Lee Roy Reams “Wanted to Be an MGM Star” – Part I

Actor, singer, dancer, choreographer, director, and risqué Scheherazade, Lee Roy Reams is the Zelig of musical theater. He seems to have befriended everyone, laughed with most, tamed obstreperous leading ladies and extricated himself from sticky situations with the wily diplomacy of a more graceful Madeleine Albright. Reams has maintained his moral compass and courtly, southern charm, fostered loyalty, and zealously plied his craft.

Mr. and Mrs. Reams didn’t expect a seventh child. “Mom said, ‘I’ve got three boys, three girls, and Lee Roy.’” Having doted on her brother, his mother lavished attention on her son. “I was catered to,” he admits like a grateful cat with cream. “Mom and my sisters came to all my shows. My dad not so much. I was never hurt by it. It was foreign to him.”

Lee Roy Reams in dancing school

“I knew from birth what I was going to do.” Lee Roy signed up at the Jules Stein School of Dance:  Tap, Toe, Ballet, Acrobatic, Ballroom, Personality, Baton, and Culture read the sign. Free tap shoes came with a certain number of classes. He performed his first recital at six and, at ten, was asked to entertain at The Ludlow Kentucky Stag Club. There he sang “Bummin’ Around” dressed as The Little Tramp and danced a hula in drag. “They put me in girl face.” He demonstrates still balletic arms. “Honey, men went wild.” Fifty-two dollars was stuffed into Lee Roy’s bra and skirt. There was no sign of stage fright. He was teased in elementary school, but even then had the equanimity to realize it was “temporary.”

“I started having sex at six. Next door was a boy my age who took me behind the garage, pulled my pants down and rubbed up against me. It felt good.” Straight cousins followed- experimenting. “We didn’t kiss or climax. It wasn’t emotional. In Kentucky, when you’re not near the girl you love (after the EY Harburg lyric from Finian’s Rainbow), there’s the boy, cow or sheep…I thought if you got a girl pregnant it was bad and you shouldn’t do it with a girl until you were married.” Lee Roy admits to being “horrified” at the description of French kissing. There was, eventually, a virgin for whom he “did missionary work.” He was apparently robust and later invited back. Once was enough.

Mom and his first dachshund

Lee Roy lived at the movies. Never having read Vanity Fair or The New Yorker, sophisticated images and ambition was garnered from popcorn matinees. He performed around town and saved money, but studied typing and shorthand in high school – just in case. “Mom didn’t push me into it.” The entertainer’s only held two civilian jobs in his life, a piping contractor’s secretary (he lasted one month) and a substitute teacher (of which he’s proud). His father took him hunting with older brothers, but mom put her foot down. “I was removed from masculine interaction.” He shrugs. “I don’t think she was aware of my sexual orientation. I was going out with girls.”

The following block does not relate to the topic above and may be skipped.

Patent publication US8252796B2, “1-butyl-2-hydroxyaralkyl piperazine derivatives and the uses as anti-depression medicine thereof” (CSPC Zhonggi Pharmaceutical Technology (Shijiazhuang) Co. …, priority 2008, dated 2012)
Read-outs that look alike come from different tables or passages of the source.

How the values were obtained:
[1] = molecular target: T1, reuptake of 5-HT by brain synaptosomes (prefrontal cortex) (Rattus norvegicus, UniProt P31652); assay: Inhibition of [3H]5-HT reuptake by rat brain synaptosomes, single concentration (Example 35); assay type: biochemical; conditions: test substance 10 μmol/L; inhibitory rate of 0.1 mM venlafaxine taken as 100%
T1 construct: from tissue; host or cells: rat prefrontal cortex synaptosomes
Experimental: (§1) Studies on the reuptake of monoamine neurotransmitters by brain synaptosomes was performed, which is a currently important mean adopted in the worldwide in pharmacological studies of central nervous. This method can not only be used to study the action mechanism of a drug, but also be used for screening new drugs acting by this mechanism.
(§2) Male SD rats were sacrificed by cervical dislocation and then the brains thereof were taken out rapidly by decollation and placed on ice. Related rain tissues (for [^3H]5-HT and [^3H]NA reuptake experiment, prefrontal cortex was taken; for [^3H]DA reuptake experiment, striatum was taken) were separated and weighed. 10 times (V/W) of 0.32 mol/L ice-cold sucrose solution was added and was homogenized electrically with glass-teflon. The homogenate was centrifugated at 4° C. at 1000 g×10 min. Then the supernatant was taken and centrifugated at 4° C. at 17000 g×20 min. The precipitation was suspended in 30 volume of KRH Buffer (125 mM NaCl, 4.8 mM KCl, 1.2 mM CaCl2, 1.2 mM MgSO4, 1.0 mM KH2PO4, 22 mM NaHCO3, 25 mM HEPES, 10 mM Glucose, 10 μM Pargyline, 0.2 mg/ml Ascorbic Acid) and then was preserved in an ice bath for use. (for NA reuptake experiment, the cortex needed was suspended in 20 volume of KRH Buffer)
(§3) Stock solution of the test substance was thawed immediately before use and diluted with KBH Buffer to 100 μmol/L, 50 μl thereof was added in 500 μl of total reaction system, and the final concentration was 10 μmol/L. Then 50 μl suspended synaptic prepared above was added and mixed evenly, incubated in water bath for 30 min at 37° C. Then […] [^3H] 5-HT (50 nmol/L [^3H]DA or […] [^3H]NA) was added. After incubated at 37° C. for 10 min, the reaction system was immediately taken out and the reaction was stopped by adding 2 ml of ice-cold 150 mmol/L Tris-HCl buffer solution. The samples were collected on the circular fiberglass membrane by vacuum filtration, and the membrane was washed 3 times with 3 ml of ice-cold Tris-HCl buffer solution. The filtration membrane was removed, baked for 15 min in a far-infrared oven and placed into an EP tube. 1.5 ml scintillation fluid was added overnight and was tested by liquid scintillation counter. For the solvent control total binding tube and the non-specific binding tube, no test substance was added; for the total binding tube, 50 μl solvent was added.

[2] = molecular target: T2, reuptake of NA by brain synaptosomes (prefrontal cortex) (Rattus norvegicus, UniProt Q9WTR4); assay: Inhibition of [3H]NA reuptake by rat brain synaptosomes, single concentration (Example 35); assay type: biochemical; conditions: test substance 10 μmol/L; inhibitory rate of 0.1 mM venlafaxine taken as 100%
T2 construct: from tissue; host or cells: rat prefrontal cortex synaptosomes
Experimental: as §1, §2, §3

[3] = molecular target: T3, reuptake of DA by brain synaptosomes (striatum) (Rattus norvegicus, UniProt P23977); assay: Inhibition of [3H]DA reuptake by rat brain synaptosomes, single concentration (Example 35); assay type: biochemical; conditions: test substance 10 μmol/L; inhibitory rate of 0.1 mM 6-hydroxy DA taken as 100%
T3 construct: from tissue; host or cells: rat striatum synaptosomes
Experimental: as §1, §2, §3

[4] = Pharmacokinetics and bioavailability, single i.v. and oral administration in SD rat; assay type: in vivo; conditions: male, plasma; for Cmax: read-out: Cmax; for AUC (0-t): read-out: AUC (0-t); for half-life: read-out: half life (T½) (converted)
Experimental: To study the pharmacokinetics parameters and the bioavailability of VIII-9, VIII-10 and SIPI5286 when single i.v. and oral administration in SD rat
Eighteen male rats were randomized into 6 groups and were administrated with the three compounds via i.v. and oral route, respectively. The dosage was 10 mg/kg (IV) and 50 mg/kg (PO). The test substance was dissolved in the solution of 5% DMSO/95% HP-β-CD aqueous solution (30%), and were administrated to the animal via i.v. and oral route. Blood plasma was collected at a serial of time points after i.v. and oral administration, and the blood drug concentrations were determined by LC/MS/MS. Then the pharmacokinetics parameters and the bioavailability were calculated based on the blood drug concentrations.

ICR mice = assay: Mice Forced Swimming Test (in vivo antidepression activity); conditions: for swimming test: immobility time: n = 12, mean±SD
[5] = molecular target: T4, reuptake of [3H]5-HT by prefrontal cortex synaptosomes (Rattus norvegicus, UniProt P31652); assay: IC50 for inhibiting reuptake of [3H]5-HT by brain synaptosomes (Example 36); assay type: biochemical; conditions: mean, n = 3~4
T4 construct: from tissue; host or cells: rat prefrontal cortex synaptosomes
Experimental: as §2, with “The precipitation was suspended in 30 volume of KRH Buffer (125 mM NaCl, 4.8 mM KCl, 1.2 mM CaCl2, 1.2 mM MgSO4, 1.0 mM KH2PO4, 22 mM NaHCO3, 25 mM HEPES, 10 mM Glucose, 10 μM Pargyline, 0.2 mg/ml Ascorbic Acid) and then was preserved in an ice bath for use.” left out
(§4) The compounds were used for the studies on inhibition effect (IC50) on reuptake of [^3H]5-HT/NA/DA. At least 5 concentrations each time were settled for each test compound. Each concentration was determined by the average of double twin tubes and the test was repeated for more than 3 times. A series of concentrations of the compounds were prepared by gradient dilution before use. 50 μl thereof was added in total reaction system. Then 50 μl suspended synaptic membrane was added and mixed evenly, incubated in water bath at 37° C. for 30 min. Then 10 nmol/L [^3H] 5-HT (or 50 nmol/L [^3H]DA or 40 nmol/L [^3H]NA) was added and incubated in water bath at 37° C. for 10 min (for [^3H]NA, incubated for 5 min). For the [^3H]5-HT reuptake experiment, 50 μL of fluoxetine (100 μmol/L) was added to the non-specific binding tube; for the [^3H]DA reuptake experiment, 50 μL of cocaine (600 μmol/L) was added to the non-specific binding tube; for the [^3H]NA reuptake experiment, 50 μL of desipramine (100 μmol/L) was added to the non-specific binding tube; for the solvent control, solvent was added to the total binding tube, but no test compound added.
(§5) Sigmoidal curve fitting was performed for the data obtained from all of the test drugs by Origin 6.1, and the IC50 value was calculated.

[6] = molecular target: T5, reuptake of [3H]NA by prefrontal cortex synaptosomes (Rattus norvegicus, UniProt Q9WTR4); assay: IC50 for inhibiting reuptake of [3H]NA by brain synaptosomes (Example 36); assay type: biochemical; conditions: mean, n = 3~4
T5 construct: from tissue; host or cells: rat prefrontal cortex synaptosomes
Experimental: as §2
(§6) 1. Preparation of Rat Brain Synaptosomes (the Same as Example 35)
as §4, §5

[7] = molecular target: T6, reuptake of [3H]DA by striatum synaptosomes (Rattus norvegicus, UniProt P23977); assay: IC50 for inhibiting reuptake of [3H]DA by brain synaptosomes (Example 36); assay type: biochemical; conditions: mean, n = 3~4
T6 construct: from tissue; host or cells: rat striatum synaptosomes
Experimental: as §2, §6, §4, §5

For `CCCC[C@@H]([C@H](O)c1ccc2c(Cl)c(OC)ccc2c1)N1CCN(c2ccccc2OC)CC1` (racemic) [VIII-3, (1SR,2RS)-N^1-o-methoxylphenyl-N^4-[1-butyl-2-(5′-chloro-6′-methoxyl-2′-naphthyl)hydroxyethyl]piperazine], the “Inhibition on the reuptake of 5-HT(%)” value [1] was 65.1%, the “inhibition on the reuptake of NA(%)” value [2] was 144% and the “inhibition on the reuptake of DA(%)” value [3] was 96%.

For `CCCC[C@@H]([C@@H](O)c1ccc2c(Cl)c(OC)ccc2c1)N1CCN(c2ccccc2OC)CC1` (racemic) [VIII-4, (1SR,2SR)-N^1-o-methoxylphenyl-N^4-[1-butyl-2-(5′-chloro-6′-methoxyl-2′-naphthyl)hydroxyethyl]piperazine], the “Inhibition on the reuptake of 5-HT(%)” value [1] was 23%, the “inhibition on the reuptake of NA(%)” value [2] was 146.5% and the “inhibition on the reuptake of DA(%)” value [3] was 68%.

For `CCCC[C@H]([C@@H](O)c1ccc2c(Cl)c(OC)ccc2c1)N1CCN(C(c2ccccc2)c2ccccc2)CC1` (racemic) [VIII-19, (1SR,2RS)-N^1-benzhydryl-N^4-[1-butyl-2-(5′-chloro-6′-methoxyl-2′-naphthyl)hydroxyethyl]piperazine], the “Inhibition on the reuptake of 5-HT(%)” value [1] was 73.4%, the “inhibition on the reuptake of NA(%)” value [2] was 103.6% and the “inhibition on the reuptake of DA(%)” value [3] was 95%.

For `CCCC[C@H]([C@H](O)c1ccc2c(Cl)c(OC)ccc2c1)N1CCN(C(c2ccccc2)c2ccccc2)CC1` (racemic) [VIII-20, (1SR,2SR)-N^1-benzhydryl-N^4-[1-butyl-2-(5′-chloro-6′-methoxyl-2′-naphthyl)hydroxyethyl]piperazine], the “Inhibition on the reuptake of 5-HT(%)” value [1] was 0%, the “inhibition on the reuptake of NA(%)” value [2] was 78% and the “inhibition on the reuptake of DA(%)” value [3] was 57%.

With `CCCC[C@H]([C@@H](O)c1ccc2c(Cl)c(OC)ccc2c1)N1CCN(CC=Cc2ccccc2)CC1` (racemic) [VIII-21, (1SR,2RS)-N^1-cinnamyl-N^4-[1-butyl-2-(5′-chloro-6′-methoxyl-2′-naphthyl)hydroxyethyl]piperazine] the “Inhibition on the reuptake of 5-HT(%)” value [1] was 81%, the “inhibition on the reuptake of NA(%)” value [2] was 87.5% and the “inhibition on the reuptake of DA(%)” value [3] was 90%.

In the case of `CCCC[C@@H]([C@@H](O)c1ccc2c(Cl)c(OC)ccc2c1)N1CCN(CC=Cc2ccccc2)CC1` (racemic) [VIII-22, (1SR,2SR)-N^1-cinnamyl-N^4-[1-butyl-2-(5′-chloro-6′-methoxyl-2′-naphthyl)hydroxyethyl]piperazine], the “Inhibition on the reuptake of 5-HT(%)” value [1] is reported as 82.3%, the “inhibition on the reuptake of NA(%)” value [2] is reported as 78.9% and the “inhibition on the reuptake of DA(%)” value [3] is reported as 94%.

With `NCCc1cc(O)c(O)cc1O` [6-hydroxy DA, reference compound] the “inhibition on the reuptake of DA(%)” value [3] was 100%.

Asked to join the Cincinnati Zoo Opera as a 17 year-old, he befriended 14 year-old Suzie Ficker who would become prima ballerina Suzanne Farrell at American Ballet Theatre. They danced in such as Carmen and La Traviata. When he finally got to New York, Lee Roy would go see Suzie dance so regularly that “Mr. B.” – George Balanchine – recognized him as an influence. He tried to bribe the young man into convincing her to marry him, not the dancer with whom she was in love. Had things evolved differently, we might’ve seen Lee Roy at Lincoln Center in Slaughter on Tenth Avenue. 

Suzanne Farrell and Lee Roy Reams

He was energetic and ambitious, simultaneously attending both the University of Cincinnati -on savings and the Cincinnati Conservatory of Music -on scholarship. Summer 1961, in stock at the James Alex Summer Theater, Lee Roy danced with Rita Moreno – “Heaven, just Heaven” – and Jane Powell, as well as around Dorothy Collins and Dorothy Dandridge. The company performed a musical a week. “I could’ve done two if they’d let me!” Eagerness remains in recollection. He got his Equity card.

Two elective credits short of graduation, a little creative skirting of rules and an appeal to the dean – “You’ve seen me perform for four years. You have to get me out of here!” – secured undergraduate and master’s degrees followed later, by an honorary doctorate.  When he had saved $500, his professor drove him to New York.

Lee Roy Reams headshot at 21

Lee Roy got a job as a Juliet Prowse back-up dancer at 21. The act was written by John Kander and Fred Ebb then working on Flora the Red Menace, musical directed by Billy Goldenberg, and orchestrated by Jonathan Tunick – all of whom are legends today. Juliet was having an affair with Sal Mineo whom Lee Roy had met earlier on a film. The actor invited him to breakfast in his hotel room. He opened the door in a towel apologetic for running late. Coffee and compliments followed. Then Mineo rose and dropped the terrycloth. “Honey, I’m not f**king the boss’s boyfriend!” Lee Roy said with undoubtable aplomb.

Juliet and Lee Roy would talk. (Everybody talks to Lee Roy.) She told him she was a virgin when Frank Sinatra “got a hold of her” during the filming of Can, Can and that he was a very unsatisfactory lover. (Her phraseology was more colorful.) The 19 year-old had no idea what she was missing until an affair with one of her Las Vegas chorus boys, whereupon she took off Ol’ Blue Eyes’ engagement ring, picked up her dog, and left.

Juliet Prowse and Lee Roy Reams; on The Carol Burnett Show